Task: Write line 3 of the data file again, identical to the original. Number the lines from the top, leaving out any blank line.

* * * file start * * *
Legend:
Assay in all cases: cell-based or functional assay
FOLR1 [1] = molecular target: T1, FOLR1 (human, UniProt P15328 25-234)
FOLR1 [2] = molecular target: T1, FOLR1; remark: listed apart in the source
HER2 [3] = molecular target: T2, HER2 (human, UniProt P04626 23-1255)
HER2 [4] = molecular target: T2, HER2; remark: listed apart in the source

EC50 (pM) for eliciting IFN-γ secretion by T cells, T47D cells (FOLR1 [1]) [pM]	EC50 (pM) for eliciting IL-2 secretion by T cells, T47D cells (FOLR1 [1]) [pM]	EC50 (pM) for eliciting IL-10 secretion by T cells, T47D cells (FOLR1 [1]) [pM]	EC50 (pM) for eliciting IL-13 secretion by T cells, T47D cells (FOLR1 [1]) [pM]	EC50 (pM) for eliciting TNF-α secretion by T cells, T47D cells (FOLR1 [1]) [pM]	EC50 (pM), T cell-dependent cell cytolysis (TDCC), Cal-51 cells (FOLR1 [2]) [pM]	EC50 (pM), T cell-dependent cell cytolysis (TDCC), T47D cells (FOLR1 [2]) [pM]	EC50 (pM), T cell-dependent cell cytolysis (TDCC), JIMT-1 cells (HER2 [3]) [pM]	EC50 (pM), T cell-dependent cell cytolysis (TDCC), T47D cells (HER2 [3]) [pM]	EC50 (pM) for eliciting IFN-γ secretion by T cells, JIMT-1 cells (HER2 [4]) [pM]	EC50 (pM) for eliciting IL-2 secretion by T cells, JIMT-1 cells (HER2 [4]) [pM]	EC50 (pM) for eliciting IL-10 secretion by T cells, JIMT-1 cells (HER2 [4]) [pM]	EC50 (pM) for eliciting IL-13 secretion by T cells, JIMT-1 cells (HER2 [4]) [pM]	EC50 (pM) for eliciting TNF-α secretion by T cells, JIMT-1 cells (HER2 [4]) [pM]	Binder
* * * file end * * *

FOLR1 [1] = molecular target: T1, FOLR1 (human, UniProt P15328 25-234)